If you decide to go with a fiberglass trailer (obviously on this forum it is going to be the #1 recommendation!) it is not unusual to not find one for sale close to where you live, as they are not as common as other camper trailers. It takes a bit of patience and usually a bit of travel to get what you want, and sometimes that is a deciding factor in what you get. Keep looking in the "for sale" section of this forum to see if something comes along in the size and price range you are looking for, there are many used ones for sale. You could easily tow many different models, and even some of the small 13' trailers sleep four if you are talking about 2 adults and 2 kids, as there are bunk beds, as already mentioned.

good luck

"A good traveler has no fixed plans and is not intent on arriving." -- Lao Tzu

Enjoy our travel photos at: Turtle Travels
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Old 07-02-2010, 05:58 PM   #22
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Name: Donna D
Trailer: Escape 5.0 TA, 2014
Posts: 23,916
A couple of topics worth reading: Large Family Question


Family Friendly Floor Plans, A discussion of trailer models suitable for 3 or more people
Donna D.
Ten Forward - 2014 Escape 5.0 TA
Double Yolk - 1988 16' Scamp Deluxe
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Old 07-03-2010, 08:23 AM   #23
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Name: Darnelle
Trailer: 13 ft Scamp
Posts: 310
I guess part of your decision will be how often you plan to use a camper? No sense to invest much money into something that will be seldom used.

My sister-in-law has a pop-up-type camper (hard top flips onto the ground and a tent litterally pulls into positon). Cute and tiny! So tiny that ALL gear must be hauled in her car. But she tows it behind a small Honda and pushes it by hand into a corner of the garage. She camps just one two-day event per year though, so it fits her needs.

If you're planning regular camping, I'm thinking you'll want more conveniences (like built-in storage!). If you're not an experienced camper, maybe renting a variety of campers would help you know what your camping style is and therefore what kind of camper you need.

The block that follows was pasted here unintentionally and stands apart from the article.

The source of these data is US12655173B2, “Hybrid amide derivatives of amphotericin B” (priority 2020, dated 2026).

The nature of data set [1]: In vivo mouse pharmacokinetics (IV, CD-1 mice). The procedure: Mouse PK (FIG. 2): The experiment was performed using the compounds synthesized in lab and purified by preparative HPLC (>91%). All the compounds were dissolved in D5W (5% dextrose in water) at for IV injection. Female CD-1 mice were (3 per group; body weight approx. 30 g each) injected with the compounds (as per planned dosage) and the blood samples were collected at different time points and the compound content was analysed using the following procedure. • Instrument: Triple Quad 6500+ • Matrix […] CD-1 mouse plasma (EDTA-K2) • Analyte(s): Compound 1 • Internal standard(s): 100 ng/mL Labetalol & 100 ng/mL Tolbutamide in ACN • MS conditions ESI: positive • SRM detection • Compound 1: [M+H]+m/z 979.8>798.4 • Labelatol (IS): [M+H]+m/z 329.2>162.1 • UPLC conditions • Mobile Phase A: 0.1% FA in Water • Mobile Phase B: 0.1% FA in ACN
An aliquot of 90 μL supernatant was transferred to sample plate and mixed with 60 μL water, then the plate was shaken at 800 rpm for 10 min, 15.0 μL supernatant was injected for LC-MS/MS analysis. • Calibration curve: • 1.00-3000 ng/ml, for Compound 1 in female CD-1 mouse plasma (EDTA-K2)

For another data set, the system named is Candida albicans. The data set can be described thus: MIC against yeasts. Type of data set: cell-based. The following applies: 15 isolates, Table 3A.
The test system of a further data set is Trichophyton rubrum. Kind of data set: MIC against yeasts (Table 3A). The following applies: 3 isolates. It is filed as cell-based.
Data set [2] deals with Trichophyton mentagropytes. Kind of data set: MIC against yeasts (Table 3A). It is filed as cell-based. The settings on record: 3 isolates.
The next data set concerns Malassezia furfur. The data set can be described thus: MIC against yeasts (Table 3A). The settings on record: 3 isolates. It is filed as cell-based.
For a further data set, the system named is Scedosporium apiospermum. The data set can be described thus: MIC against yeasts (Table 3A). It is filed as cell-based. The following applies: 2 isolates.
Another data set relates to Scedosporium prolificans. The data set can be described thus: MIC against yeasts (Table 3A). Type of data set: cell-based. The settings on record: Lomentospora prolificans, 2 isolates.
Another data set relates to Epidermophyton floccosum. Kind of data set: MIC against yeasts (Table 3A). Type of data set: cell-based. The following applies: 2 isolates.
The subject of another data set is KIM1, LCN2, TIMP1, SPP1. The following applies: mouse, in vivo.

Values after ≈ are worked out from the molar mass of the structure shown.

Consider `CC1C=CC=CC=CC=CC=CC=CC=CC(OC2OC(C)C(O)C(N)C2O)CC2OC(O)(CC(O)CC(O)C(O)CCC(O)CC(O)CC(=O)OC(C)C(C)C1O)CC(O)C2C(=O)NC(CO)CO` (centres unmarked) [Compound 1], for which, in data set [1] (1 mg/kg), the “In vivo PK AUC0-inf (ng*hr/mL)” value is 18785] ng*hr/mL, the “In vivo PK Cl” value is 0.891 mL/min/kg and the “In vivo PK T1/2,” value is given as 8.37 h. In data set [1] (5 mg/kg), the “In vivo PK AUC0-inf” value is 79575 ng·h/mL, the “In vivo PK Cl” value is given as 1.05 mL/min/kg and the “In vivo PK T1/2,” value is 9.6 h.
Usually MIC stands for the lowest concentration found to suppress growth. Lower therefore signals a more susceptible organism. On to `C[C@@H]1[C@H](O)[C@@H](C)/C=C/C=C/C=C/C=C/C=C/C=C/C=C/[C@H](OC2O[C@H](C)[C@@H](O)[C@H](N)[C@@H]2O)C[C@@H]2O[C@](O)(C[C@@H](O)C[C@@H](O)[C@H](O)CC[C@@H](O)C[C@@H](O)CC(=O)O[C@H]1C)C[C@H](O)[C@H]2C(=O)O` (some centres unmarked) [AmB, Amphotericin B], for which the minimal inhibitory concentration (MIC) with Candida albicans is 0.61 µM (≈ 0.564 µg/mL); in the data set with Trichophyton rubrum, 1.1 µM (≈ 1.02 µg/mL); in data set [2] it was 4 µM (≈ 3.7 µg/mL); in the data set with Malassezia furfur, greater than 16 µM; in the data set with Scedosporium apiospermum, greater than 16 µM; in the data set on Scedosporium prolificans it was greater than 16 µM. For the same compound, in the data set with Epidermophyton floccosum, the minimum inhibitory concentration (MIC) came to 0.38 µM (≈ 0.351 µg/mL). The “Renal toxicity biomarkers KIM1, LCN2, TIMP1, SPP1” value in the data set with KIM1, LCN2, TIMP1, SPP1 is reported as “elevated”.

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Old 07-03-2010, 05:46 PM   #24
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I will try to find an egg or a scamp. I would like to find a used one. My kids are small so I might be ok. I don't really want a popup. I have also looked at a Fun finder. I just want something that's easy to tow. Thank you for all the advice.
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Old 07-04-2010, 06:29 PM   #25
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Name: Adrian
Trailer: Lance 1985~'Casita de Campo' ~23' 4"~Dinette Slide Previously: Scamp 16 ft Side Dinette, Front Bath
New Mexico
Posts: 1,185
Red face

Lexi, We have just gotten back from a 15 day camping trip to Yellowstone starting from Tucson, AZ. My daughter & son-in-law rented a 2001 Aliner from D-M Air Force Base Rec' office. 9 yrs old and having been rented I assume all those years to Air Force personnel, it showed those years. However, I was impressed with the easy of setting up and the head room in the unit. It was not the largest of the units Aliner makes, nor was it the smallest. They had no problems towing the Aliner with a Hyundai Santa Fe with a V-6.

It did have gapes where the rubber seals had gone bad, but the way the pieces fit and fold together; there was not leaks in rain.